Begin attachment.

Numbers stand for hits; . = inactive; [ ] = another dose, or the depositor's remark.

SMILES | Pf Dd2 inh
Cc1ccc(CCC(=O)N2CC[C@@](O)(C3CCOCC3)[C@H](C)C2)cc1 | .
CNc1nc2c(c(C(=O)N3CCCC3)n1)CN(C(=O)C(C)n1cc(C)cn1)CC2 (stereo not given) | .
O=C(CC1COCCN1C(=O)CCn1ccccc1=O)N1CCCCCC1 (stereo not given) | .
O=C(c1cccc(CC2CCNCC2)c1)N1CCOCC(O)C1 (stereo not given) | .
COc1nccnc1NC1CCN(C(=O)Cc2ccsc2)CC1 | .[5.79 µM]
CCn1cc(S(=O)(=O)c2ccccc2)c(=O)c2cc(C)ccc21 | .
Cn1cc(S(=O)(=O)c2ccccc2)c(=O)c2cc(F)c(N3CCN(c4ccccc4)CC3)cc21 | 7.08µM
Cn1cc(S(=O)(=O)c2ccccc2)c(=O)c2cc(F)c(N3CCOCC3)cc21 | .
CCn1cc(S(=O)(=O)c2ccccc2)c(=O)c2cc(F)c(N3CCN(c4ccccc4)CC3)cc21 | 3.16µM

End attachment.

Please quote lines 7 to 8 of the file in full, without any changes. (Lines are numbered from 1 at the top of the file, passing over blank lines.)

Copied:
COc1nccnc1NC1CCN(C(=O)Cc2ccsc2)CC1 | .[5.79 µM]
CCn1cc(S(=O)(=O)c2ccccc2)c(=O)c2cc(C)ccc21 | .